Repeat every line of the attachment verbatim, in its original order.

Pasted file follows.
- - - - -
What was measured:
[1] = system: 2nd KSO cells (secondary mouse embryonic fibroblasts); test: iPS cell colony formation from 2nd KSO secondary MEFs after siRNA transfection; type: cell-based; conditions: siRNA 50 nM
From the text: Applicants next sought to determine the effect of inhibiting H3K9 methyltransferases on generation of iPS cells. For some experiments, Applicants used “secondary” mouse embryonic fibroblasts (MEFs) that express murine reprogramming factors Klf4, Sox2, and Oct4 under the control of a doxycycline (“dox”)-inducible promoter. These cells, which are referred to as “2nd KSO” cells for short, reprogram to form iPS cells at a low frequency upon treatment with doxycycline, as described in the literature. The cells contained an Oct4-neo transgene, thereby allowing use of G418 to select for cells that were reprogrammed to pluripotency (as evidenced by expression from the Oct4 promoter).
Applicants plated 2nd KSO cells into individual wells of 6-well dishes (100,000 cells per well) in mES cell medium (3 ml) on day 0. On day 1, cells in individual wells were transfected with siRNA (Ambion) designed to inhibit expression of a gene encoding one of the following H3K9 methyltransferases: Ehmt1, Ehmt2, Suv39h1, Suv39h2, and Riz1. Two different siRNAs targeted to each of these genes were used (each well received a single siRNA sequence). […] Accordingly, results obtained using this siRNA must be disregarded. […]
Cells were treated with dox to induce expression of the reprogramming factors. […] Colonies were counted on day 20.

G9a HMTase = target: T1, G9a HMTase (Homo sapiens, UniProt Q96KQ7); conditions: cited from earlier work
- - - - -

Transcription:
What was measured:
[1] = system: 2nd KSO cells (secondary mouse embryonic fibroblasts); test: iPS cell colony formation from 2nd KSO secondary MEFs after siRNA transfection; type: cell-based; conditions: siRNA 50 nM
From the text: Applicants next sought to determine the effect of inhibiting H3K9 methyltransferases on generation of iPS cells. For some experiments, Applicants used “secondary” mouse embryonic fibroblasts (MEFs) that express murine reprogramming factors Klf4, Sox2, and Oct4 under the control of a doxycycline (“dox”)-inducible promoter. These cells, which are referred to as “2nd KSO” cells for short, reprogram to form iPS cells at a low frequency upon treatment with doxycycline, as described in the literature. The cells contained an Oct4-neo transgene, thereby allowing use of G418 to select for cells that were reprogrammed to pluripotency (as evidenced by expression from the Oct4 promoter).
Applicants plated 2nd KSO cells into individual wells of 6-well dishes (100,000 cells per well) in mES cell medium (3 ml) on day 0. On day 1, cells in individual wells were transfected with siRNA (Ambion) designed to inhibit expression of a gene encoding one of the following H3K9 methyltransferases: Ehmt1, Ehmt2, Suv39h1, Suv39h2, and Riz1. Two different siRNAs targeted to each of these genes were used (each well received a single siRNA sequence). […] Accordingly, results obtained using this siRNA must be disregarded. […]
Cells were treated with dox to induce expression of the reprogramming factors. […] Colonies were counted on day 20.

G9a HMTase = target: T1, G9a HMTase (Homo sapiens, UniProt Q96KQ7); conditions: cited from earlier work